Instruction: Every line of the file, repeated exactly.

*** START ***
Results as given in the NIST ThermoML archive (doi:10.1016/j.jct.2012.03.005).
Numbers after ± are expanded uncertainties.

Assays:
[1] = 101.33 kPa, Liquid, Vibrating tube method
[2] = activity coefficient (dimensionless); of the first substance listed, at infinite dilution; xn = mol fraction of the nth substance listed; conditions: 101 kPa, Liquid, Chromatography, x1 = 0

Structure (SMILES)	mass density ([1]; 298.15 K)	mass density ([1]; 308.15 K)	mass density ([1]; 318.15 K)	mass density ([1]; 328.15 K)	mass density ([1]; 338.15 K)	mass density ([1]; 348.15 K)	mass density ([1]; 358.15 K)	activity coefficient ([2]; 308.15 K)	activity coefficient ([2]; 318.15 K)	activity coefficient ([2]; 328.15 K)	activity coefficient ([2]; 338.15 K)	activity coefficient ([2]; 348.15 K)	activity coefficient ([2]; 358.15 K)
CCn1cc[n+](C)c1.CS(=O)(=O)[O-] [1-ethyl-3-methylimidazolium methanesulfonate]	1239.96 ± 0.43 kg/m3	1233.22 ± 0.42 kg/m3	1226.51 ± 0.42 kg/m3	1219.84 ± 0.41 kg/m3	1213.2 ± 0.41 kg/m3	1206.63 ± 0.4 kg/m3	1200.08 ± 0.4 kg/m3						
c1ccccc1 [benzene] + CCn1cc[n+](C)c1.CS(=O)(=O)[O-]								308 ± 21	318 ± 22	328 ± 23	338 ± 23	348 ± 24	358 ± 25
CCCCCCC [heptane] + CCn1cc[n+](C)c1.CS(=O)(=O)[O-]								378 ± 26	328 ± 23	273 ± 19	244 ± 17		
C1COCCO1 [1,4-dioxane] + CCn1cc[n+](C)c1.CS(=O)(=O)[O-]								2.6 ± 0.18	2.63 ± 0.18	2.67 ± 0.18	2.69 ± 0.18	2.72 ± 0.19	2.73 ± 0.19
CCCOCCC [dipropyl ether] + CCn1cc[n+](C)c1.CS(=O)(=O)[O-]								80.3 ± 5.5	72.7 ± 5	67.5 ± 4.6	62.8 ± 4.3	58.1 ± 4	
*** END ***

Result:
Results as given in the NIST ThermoML archive (doi:10.1016/j.jct.2012.03.005).
Numbers after ± are expanded uncertainties.

Assays:
[1] = 101.33 kPa, Liquid, Vibrating tube method
[2] = activity coefficient (dimensionless); of the first substance listed, at infinite dilution; xn = mol fraction of the nth substance listed; conditions: 101 kPa, Liquid, Chromatography, x1 = 0

Structure (SMILES)	mass density ([1]; 298.15 K)	mass density ([1]; 308.15 K)	mass density ([1]; 318.15 K)	mass density ([1]; 328.15 K)	mass density ([1]; 338.15 K)	mass density ([1]; 348.15 K)	mass density ([1]; 358.15 K)	activity coefficient ([2]; 308.15 K)	activity coefficient ([2]; 318.15 K)	activity coefficient ([2]; 328.15 K)	activity coefficient ([2]; 338.15 K)	activity coefficient ([2]; 348.15 K)	activity coefficient ([2]; 358.15 K)
CCn1cc[n+](C)c1.CS(=O)(=O)[O-] [1-ethyl-3-methylimidazolium methanesulfonate]	1239.96 ± 0.43 kg/m3	1233.22 ± 0.42 kg/m3	1226.51 ± 0.42 kg/m3	1219.84 ± 0.41 kg/m3	1213.2 ± 0.41 kg/m3	1206.63 ± 0.4 kg/m3	1200.08 ± 0.4 kg/m3						
c1ccccc1 [benzene] + CCn1cc[n+](C)c1.CS(=O)(=O)[O-]								308 ± 21	318 ± 22	328 ± 23	338 ± 23	348 ± 24	358 ± 25
CCCCCCC [heptane] + CCn1cc[n+](C)c1.CS(=O)(=O)[O-]								378 ± 26	328 ± 23	273 ± 19	244 ± 17		
C1COCCO1 [1,4-dioxane] + CCn1cc[n+](C)c1.CS(=O)(=O)[O-]								2.6 ± 0.18	2.63 ± 0.18	2.67 ± 0.18	2.69 ± 0.18	2.72 ± 0.19	2.73 ± 0.19
CCCOCCC [dipropyl ether] + CCn1cc[n+](C)c1.CS(=O)(=O)[O-]								80.3 ± 5.5	72.7 ± 5	67.5 ± 4.6	62.8 ± 4.3	58.1 ± 4	